The Local Knowlege

Mike McGraw and the soap-opera back story to the NCAA Championship

By Ryan Herrington

loop-mike-mcgraw-alabama-alone-300.jpgIn case merely playing for a national title didn't provide enough intrigue for the two teams remaining at Prairie Dunes C.C., Wednesday's final match at the NCAA Championship offers the most captivating subplot that could possibly have been conjured in the plains of Kansas.

Defending NCAA champion Alabama faces perennial power Oklahoma State.

And Mike McGraw faces the most unusual of circumstances.

McGraw, 54, had been the men's coach at Oklahoma State up to last June, when his contract was not renewed by OSU athletic director Mike Holder, McGraw's predecessor as men's coach (and a winner of eight NCAA team titles during his illustrious career).

Many viewed McGraw's dismissal as unexpected, and some saw it as unjustified given that in his eight-year tenure with the Cowboys his teams won five Big 12 titles, advanced to match play at NCAAs three times and claimed the 2006 national championship in his first year replacing Holder.

But Oklahoma State's losses in the finals and semifinals at NCAAs in 2010 and 2011 (when the team was the heavy favorites to win the national title with lineups that included Peter Uihlein, Morgan Hoffmann and Kevin Tway) and then the school's absence entirely from the 2012 championship (the first time the Cowboys hadn't qualified for nationals in 66 years) caused Holder to go in different direction.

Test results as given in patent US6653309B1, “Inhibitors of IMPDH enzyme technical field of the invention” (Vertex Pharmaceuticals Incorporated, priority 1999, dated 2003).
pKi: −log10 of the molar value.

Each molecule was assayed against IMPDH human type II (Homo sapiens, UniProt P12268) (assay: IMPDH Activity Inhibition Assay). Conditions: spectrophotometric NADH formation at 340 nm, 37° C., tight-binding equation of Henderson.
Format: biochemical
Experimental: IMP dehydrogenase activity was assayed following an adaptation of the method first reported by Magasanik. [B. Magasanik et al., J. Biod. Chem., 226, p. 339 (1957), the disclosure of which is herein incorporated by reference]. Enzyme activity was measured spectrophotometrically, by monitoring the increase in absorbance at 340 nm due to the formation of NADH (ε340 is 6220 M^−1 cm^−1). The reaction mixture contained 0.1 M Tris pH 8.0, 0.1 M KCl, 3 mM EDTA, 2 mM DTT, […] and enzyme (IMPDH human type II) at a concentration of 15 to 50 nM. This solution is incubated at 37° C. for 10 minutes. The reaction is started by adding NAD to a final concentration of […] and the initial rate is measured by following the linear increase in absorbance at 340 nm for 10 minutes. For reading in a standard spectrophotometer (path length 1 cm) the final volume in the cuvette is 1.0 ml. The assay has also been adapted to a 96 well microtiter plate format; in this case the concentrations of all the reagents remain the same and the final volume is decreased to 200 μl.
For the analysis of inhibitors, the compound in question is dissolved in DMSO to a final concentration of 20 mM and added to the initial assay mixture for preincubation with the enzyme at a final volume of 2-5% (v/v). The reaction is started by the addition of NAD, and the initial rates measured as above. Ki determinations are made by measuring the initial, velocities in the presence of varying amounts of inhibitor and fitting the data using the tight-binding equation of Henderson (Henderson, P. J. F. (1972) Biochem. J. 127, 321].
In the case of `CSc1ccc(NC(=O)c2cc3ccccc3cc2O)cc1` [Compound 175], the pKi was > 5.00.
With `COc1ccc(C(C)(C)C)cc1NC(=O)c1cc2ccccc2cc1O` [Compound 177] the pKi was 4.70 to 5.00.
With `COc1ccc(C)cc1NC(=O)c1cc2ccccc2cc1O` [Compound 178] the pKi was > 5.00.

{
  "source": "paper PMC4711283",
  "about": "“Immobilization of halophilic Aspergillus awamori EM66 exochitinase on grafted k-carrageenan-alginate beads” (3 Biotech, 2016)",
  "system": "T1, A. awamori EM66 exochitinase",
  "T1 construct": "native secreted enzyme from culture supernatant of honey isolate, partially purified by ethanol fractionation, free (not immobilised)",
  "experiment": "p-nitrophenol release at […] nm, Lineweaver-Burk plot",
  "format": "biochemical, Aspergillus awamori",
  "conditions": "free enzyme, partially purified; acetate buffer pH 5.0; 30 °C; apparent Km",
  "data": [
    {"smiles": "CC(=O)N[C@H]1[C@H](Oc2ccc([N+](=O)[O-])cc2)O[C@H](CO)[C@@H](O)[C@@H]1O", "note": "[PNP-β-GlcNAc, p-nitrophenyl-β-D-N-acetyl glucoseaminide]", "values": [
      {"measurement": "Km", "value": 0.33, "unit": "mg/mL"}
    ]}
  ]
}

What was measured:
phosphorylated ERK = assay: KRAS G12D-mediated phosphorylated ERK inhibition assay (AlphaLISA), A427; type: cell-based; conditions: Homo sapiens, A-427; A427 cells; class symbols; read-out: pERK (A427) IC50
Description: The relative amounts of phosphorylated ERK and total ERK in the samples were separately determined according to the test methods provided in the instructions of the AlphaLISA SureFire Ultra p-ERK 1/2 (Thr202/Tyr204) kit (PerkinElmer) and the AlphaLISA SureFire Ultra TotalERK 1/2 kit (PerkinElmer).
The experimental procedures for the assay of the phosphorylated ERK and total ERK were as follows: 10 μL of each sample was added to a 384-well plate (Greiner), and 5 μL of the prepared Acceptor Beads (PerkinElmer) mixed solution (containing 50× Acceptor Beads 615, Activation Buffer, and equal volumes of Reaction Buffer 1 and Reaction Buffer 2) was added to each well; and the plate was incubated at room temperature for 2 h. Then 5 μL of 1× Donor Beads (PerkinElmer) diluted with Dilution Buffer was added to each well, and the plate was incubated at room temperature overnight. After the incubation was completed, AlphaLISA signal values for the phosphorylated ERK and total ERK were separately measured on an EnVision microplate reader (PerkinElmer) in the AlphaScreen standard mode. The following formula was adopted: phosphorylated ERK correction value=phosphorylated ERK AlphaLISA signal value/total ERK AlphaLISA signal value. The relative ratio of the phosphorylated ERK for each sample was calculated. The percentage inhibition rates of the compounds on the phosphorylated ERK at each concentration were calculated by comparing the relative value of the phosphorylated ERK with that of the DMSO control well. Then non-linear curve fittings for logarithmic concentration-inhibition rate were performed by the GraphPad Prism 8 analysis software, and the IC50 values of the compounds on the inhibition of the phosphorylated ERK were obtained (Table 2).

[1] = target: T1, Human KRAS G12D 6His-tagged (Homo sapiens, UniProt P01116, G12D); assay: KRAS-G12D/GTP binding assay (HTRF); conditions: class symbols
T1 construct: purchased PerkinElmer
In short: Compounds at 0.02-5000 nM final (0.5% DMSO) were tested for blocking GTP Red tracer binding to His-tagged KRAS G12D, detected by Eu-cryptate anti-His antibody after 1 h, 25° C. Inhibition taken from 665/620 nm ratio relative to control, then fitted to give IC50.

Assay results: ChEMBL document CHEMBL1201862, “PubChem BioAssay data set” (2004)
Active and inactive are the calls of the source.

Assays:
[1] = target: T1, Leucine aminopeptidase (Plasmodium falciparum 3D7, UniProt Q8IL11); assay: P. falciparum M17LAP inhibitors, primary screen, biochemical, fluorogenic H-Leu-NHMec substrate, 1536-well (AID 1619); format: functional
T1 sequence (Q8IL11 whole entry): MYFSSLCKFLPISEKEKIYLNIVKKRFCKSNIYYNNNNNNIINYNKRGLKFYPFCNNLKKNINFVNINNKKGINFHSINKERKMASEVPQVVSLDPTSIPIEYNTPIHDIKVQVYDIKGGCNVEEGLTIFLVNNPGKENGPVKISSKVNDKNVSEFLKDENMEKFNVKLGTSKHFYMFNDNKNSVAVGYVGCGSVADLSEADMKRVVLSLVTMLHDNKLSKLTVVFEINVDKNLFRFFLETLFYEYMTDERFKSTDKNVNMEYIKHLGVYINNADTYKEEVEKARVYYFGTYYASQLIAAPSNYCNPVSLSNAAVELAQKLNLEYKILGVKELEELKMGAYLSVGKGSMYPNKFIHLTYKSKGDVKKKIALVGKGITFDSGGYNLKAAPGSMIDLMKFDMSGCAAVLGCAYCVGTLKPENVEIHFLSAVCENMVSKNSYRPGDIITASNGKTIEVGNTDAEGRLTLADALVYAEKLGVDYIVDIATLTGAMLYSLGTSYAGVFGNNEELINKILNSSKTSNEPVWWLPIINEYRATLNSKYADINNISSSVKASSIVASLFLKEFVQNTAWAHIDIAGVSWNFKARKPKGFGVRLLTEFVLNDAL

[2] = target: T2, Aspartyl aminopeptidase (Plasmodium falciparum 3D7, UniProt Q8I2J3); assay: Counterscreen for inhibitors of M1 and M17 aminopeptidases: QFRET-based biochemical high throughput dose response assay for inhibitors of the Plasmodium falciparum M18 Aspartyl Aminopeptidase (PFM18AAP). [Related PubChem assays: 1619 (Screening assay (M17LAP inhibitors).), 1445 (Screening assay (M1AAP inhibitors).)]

A few days after the parting that shook the men's college golf, Alabama head coach Jay Seawell reached out to McGraw with a proposition. Might he be interested in working as an assistant in Tuscaloosa? It seemed a long shot as the assumption was McGraw would hold out for another head job. McGraw, however, surprised many by taking Seawell up on his offer.

In a recent article by Golf Channel's Ryan Lavner, McGraw discussed how much he has enjoyed being with the Crimson Tide and how the new position has helped him gain a different perspective on coaching. "I remembered how to coach from the heart,” he said.

McGraw's replacement is Alan Bratton, a standout player for the Cowboys in the 1990s who had worked alongside McGraw as an assistant in recent years. The two are good friends, with no ill feelings toward one another.

The same, insists McGraw, goes for himself and Oklahoma State. Yes, his departure was sudden and awkward. But he has good memories of his time at OSU and the current players on the roster, all of whom he recruited to coach in Stillwater.

In that sense, as exciting a day as the final of the NCAA Championship should be, it will also be one filled with mixed emotions as McGraw watches either his new team or his old one win an NCAA title.

Photo courtesy of Alabama

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